So, I hate wire clothes hangers. Not in the extreme sense, but I still dislike them because they are disastrous to my shirts. I'm a pretty big guy with broad shoulders, and using cheapo hangers on my shirts makes them pucker up into most-unmanly "shoulder nipples" of fabric. (And hello to all those random Googlers who were looking for something else when they typed "shoulder nipples" into the search box. Sorry to disappoint you. Also: ick.) We've been able to banish all but a few of these from our home, leaving a couple for kid's art projects or for snagging hand towels that fall behind the dryer.
Tubular plastic hangers are only slightly better in that they don't crumple under the weight of normal adult clothing, but they are used mainly for hanging up damp swimsuits in the shower in the summer. Slowly, over the years, I've been replacing both of these organizational abominations with wooden hangers. They're more solid, they are shaped like clothes are actually shaped, and keep my shirts neat. So of course I was delighted when my local thrift store put out a big bin of FREE HANGER'S (sic) TAKE ALL YOU WANT
Oh yes. Yes I will.
So I loaded up. A bunch from Ikea, to join the bunches from Ikea already holding up our coats at home. A few more that were in good shape and looked pretty sturdy. And then, down at the bottom of the bin, I found these two fellows.
This one caught my eye first, because it has printing stamped into both the front and back. This is the front, pictured above, and here's a detail from the back:
The full statement on the back is "Four Modern Hotels of Courtesy, Comfort & Service." And when this hanger was in regular use, I'm sure that was the case. Check out the modernity!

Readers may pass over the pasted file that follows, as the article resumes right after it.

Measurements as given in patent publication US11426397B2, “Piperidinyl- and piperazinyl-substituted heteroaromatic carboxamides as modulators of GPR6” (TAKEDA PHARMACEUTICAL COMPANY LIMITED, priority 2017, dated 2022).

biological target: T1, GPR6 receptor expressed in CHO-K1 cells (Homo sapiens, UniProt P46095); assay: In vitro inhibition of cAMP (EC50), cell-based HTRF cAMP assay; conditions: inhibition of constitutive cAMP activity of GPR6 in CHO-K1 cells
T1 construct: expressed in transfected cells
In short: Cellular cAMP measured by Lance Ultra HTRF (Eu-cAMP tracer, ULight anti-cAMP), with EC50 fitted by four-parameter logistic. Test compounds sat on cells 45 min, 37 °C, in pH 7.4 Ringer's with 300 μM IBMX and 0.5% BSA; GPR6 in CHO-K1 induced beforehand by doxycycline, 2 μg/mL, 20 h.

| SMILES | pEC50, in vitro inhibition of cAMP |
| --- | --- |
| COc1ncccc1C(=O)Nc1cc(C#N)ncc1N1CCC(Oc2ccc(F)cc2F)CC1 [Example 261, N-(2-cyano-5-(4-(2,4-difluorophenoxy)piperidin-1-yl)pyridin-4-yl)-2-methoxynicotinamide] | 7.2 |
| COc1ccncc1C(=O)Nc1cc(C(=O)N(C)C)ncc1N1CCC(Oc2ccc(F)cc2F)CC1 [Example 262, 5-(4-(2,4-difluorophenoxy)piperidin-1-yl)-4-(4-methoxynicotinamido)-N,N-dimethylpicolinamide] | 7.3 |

Image from Postcard Ranch
I have no idea how this (pilfered?) hanger from a Midwestern, mid-century hotel quartet wound up in Northern California, though I know an estate sale just unloaded a number of items in this shop, so it's likely that the former owner has passed on, leaving this memento of a comfortable stay in one of these fine AAA hotels. What caught my eye the most, though, was that I was born in the selfsame city as one of these four (information thieves, take note.) It appears to still live on today as apartments.
The other hanger was underneath the first: a much thinner, cheaper, giveaway-quality example.
What made this interesting to me is that I know it's from San Francisco (Vicente St.) and it's relatively old, given the phone number "MO 5662" -- predating the three-digit dialing prefix. Sure enough, Google found a scan of a 1938 phone book with this business and their number, practically dwarfed on a page full of cleaners and a competitor's massive advertisement.
Source PDF document found here
It's not easy to tell what's there now: redevelopment happened, and Google Maps' best guess is that the cleaners address is now home to either a Starbucks or a Chase Bank.
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I have no way to know if these two items came from the same closet, if their former owner had, at one point in his life, made that same strange journey that I have, blowing West like a seed on a contrary jet stream. I know there's no significance to me finding them together, but it made me think of this story, made me do a little searching about two places that I have temporarily called home, and most importantly, saved me from the social shame of shoulder nipples.